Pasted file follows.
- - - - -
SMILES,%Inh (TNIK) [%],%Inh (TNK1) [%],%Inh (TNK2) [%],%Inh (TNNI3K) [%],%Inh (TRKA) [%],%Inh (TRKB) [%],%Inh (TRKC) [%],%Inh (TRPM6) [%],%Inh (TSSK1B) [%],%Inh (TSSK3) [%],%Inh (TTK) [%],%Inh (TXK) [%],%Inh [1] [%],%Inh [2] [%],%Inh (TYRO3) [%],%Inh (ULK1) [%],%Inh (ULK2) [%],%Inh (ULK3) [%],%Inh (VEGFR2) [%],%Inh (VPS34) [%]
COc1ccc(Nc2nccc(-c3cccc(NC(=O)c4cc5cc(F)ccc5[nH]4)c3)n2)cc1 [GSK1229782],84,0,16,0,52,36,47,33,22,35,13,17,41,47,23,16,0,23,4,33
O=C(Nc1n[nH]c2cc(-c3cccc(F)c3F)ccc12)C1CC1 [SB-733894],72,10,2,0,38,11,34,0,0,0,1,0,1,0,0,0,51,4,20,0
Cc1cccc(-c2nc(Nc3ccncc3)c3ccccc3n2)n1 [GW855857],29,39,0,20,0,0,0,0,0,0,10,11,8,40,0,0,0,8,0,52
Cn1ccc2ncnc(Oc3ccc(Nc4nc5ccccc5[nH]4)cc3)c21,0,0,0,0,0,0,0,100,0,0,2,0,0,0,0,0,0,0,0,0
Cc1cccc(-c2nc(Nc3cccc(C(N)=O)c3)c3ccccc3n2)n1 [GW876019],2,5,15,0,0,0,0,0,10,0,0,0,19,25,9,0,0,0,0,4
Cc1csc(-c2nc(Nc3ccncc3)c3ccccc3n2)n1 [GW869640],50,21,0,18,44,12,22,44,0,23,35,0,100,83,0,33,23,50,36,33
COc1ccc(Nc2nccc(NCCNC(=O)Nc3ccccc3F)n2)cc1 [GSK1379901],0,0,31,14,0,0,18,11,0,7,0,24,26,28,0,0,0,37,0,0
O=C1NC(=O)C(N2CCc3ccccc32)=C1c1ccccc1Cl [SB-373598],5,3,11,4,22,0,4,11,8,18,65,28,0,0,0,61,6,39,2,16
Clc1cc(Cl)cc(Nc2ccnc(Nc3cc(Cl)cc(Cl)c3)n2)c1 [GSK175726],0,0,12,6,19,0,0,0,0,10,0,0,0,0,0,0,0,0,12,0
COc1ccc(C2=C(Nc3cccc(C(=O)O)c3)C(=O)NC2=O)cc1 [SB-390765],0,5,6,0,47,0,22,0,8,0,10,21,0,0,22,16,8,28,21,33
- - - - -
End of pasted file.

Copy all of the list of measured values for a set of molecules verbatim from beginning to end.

SMILES,%Inh (TNIK) [%],%Inh (TNK1) [%],%Inh (TNK2) [%],%Inh (TNNI3K) [%],%Inh (TRKA) [%],%Inh (TRKB) [%],%Inh (TRKC) [%],%Inh (TRPM6) [%],%Inh (TSSK1B) [%],%Inh (TSSK3) [%],%Inh (TTK) [%],%Inh (TXK) [%],%Inh [1] [%],%Inh [2] [%],%Inh (TYRO3) [%],%Inh (ULK1) [%],%Inh (ULK2) [%],%Inh (ULK3) [%],%Inh (VEGFR2) [%],%Inh (VPS34) [%]
COc1ccc(Nc2nccc(-c3cccc(NC(=O)c4cc5cc(F)ccc5[nH]4)c3)n2)cc1 [GSK1229782],84,0,16,0,52,36,47,33,22,35,13,17,41,47,23,16,0,23,4,33
O=C(Nc1n[nH]c2cc(-c3cccc(F)c3F)ccc12)C1CC1 [SB-733894],72,10,2,0,38,11,34,0,0,0,1,0,1,0,0,0,51,4,20,0
Cc1cccc(-c2nc(Nc3ccncc3)c3ccccc3n2)n1 [GW855857],29,39,0,20,0,0,0,0,0,0,10,11,8,40,0,0,0,8,0,52
Cn1ccc2ncnc(Oc3ccc(Nc4nc5ccccc5[nH]4)cc3)c21,0,0,0,0,0,0,0,100,0,0,2,0,0,0,0,0,0,0,0,0
Cc1cccc(-c2nc(Nc3cccc(C(N)=O)c3)c3ccccc3n2)n1 [GW876019],2,5,15,0,0,0,0,0,10,0,0,0,19,25,9,0,0,0,0,4
Cc1csc(-c2nc(Nc3ccncc3)c3ccccc3n2)n1 [GW869640],50,21,0,18,44,12,22,44,0,23,35,0,100,83,0,33,23,50,36,33
COc1ccc(Nc2nccc(NCCNC(=O)Nc3ccccc3F)n2)cc1 [GSK1379901],0,0,31,14,0,0,18,11,0,7,0,24,26,28,0,0,0,37,0,0
O=C1NC(=O)C(N2CCc3ccccc32)=C1c1ccccc1Cl [SB-373598],5,3,11,4,22,0,4,11,8,18,65,28,0,0,0,61,6,39,2,16
Clc1cc(Cl)cc(Nc2ccnc(Nc3cc(Cl)cc(Cl)c3)n2)c1 [GSK175726],0,0,12,6,19,0,0,0,0,10,0,0,0,0,0,0,0,0,12,0
COc1ccc(C2=C(Nc3cccc(C(=O)O)c3)C(=O)NC2=O)cc1 [SB-390765],0,5,6,0,47,0,22,0,8,0,10,21,0,0,22,16,8,28,21,33